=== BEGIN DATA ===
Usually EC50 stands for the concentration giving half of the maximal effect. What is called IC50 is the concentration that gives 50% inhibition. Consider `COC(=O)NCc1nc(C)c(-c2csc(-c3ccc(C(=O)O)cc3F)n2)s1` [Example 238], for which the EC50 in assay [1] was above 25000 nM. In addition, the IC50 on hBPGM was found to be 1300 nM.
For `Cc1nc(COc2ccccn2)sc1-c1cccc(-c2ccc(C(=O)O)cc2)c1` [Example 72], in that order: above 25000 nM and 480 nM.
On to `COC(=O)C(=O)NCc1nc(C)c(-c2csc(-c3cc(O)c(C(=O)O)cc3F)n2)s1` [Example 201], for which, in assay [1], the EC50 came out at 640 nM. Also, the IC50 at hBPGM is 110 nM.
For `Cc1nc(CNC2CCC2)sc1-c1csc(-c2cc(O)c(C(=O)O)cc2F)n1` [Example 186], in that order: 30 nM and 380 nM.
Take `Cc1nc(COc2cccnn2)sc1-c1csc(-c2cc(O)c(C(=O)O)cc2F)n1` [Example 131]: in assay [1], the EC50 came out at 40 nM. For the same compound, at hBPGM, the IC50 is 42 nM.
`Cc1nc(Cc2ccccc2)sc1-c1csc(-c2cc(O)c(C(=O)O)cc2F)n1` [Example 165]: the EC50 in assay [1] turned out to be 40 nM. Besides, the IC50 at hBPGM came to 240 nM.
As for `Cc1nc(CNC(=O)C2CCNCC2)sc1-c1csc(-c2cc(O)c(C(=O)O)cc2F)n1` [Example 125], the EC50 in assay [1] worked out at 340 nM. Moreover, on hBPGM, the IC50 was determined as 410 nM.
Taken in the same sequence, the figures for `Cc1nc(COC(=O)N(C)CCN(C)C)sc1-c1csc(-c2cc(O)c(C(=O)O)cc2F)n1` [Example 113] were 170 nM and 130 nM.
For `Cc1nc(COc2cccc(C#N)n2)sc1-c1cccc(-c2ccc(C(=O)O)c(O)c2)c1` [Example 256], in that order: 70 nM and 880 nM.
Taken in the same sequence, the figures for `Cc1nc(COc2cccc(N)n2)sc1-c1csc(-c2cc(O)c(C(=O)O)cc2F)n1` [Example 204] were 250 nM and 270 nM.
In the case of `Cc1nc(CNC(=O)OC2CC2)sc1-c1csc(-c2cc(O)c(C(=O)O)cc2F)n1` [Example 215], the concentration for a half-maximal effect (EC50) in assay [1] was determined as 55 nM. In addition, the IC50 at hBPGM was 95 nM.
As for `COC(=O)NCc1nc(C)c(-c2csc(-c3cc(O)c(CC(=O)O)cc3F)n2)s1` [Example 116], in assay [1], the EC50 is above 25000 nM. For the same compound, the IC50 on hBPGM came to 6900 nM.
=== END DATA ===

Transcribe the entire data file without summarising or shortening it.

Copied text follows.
Usually EC50 stands for the concentration giving half of the maximal effect. What is called IC50 is the concentration that gives 50% inhibition. Consider `COC(=O)NCc1nc(C)c(-c2csc(-c3ccc(C(=O)O)cc3F)n2)s1` [Example 238], for which the EC50 in assay [1] was above 25000 nM. In addition, the IC50 on hBPGM was found to be 1300 nM.
For `Cc1nc(COc2ccccn2)sc1-c1cccc(-c2ccc(C(=O)O)cc2)c1` [Example 72], in that order: above 25000 nM and 480 nM.
On to `COC(=O)C(=O)NCc1nc(C)c(-c2csc(-c3cc(O)c(C(=O)O)cc3F)n2)s1` [Example 201], for which, in assay [1], the EC50 came out at 640 nM. Also, the IC50 at hBPGM is 110 nM.
For `Cc1nc(CNC2CCC2)sc1-c1csc(-c2cc(O)c(C(=O)O)cc2F)n1` [Example 186], in that order: 30 nM and 380 nM.
Take `Cc1nc(COc2cccnn2)sc1-c1csc(-c2cc(O)c(C(=O)O)cc2F)n1` [Example 131]: in assay [1], the EC50 came out at 40 nM. For the same compound, at hBPGM, the IC50 is 42 nM.
`Cc1nc(Cc2ccccc2)sc1-c1csc(-c2cc(O)c(C(=O)O)cc2F)n1` [Example 165]: the EC50 in assay [1] turned out to be 40 nM. Besides, the IC50 at hBPGM came to 240 nM.
As for `Cc1nc(CNC(=O)C2CCNCC2)sc1-c1csc(-c2cc(O)c(C(=O)O)cc2F)n1` [Example 125], the EC50 in assay [1] worked out at 340 nM. Moreover, on hBPGM, the IC50 was determined as 410 nM.
Taken in the same sequence, the figures for `Cc1nc(COC(=O)N(C)CCN(C)C)sc1-c1csc(-c2cc(O)c(C(=O)O)cc2F)n1` [Example 113] were 170 nM and 130 nM.
For `Cc1nc(COc2cccc(C#N)n2)sc1-c1cccc(-c2ccc(C(=O)O)c(O)c2)c1` [Example 256], in that order: 70 nM and 880 nM.
Taken in the same sequence, the figures for `Cc1nc(COc2cccc(N)n2)sc1-c1csc(-c2cc(O)c(C(=O)O)cc2F)n1` [Example 204] were 250 nM and 270 nM.
In the case of `Cc1nc(CNC(=O)OC2CC2)sc1-c1csc(-c2cc(O)c(C(=O)O)cc2F)n1` [Example 215], the concentration for a half-maximal effect (EC50) in assay [1] was determined as 55 nM. In addition, the IC50 at hBPGM was 95 nM.
As for `COC(=O)NCc1nc(C)c(-c2csc(-c3cc(O)c(CC(=O)O)cc3F)n2)s1` [Example 116], in assay [1], the EC50 is above 25000 nM. For the same compound, the IC50 on hBPGM came to 6900 nM.